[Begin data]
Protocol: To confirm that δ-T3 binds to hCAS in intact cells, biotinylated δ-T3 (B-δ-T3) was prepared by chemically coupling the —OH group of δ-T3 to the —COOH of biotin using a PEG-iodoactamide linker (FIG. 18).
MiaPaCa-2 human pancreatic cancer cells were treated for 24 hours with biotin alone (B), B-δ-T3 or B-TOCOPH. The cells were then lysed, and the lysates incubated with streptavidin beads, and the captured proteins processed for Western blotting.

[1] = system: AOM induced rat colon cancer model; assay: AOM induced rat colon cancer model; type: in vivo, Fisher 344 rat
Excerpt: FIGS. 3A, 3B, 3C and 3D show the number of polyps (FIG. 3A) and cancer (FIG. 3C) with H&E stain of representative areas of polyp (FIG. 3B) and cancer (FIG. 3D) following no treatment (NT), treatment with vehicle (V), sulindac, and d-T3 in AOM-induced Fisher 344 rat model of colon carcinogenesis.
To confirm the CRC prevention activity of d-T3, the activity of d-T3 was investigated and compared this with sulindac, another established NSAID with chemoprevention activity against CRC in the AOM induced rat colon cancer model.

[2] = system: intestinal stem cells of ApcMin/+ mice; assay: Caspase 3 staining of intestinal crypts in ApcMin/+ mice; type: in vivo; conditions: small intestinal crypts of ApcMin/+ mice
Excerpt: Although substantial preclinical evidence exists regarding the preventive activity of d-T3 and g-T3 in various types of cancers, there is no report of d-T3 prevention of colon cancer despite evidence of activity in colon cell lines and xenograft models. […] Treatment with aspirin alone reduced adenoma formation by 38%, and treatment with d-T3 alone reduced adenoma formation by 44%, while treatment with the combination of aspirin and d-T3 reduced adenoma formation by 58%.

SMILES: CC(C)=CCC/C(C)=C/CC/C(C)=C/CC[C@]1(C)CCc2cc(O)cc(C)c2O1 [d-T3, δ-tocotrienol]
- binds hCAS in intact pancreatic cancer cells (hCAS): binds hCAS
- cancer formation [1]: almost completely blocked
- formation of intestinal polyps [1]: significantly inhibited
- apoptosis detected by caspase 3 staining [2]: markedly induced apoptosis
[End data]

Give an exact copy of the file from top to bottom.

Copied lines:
Protocol: To confirm that δ-T3 binds to hCAS in intact cells, biotinylated δ-T3 (B-δ-T3) was prepared by chemically coupling the —OH group of δ-T3 to the —COOH of biotin using a PEG-iodoactamide linker (FIG. 18).
MiaPaCa-2 human pancreatic cancer cells were treated for 24 hours with biotin alone (B), B-δ-T3 or B-TOCOPH. The cells were then lysed, and the lysates incubated with streptavidin beads, and the captured proteins processed for Western blotting.

[1] = system: AOM induced rat colon cancer model; assay: AOM induced rat colon cancer model; type: in vivo, Fisher 344 rat
Excerpt: FIGS. 3A, 3B, 3C and 3D show the number of polyps (FIG. 3A) and cancer (FIG. 3C) with H&E stain of representative areas of polyp (FIG. 3B) and cancer (FIG. 3D) following no treatment (NT), treatment with vehicle (V), sulindac, and d-T3 in AOM-induced Fisher 344 rat model of colon carcinogenesis.
To confirm the CRC prevention activity of d-T3, the activity of d-T3 was investigated and compared this with sulindac, another established NSAID with chemoprevention activity against CRC in the AOM induced rat colon cancer model.

[2] = system: intestinal stem cells of ApcMin/+ mice; assay: Caspase 3 staining of intestinal crypts in ApcMin/+ mice; type: in vivo; conditions: small intestinal crypts of ApcMin/+ mice
Excerpt: Although substantial preclinical evidence exists regarding the preventive activity of d-T3 and g-T3 in various types of cancers, there is no report of d-T3 prevention of colon cancer despite evidence of activity in colon cell lines and xenograft models. […] Treatment with aspirin alone reduced adenoma formation by 38%, and treatment with d-T3 alone reduced adenoma formation by 44%, while treatment with the combination of aspirin and d-T3 reduced adenoma formation by 58%.

SMILES: CC(C)=CCC/C(C)=C/CC/C(C)=C/CC[C@]1(C)CCc2cc(O)cc(C)c2O1 [d-T3, δ-tocotrienol]
- binds hCAS in intact pancreatic cancer cells (hCAS): binds hCAS
- cancer formation [1]: almost completely blocked
- formation of intestinal polyps [1]: significantly inhibited
- apoptosis detected by caspase 3 staining [2]: markedly induced apoptosis